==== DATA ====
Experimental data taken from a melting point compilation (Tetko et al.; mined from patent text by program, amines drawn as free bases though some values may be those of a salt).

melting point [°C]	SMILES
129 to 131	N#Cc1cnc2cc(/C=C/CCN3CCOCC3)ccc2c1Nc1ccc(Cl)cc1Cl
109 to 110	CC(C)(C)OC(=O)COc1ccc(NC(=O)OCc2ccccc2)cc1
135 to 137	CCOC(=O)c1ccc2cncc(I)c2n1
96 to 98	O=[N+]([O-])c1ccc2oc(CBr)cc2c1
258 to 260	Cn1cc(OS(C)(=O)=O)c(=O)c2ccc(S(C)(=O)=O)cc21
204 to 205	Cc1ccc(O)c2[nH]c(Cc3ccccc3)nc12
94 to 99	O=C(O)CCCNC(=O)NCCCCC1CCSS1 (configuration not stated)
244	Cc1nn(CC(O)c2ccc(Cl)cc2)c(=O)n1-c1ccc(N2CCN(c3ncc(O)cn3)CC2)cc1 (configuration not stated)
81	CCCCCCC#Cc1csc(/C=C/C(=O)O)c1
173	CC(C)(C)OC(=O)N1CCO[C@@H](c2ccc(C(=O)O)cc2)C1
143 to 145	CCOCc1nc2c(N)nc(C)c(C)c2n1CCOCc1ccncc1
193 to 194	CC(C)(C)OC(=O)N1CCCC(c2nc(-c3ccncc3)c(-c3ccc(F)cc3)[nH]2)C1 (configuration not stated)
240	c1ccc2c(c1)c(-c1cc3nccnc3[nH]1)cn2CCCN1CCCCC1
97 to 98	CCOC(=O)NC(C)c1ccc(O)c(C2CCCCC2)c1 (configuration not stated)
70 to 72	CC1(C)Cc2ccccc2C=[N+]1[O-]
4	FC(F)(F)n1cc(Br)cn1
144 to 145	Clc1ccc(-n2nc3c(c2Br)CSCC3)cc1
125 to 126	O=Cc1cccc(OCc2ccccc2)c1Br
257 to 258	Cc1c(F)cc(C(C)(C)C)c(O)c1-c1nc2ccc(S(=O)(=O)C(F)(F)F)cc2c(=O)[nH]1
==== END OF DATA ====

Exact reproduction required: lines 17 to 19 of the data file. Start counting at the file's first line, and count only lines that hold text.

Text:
70 to 72	CC1(C)Cc2ccccc2C=[N+]1[O-]
4	FC(F)(F)n1cc(Br)cn1
144 to 145	Clc1ccc(-n2nc3c(c2Br)CSCC3)cc1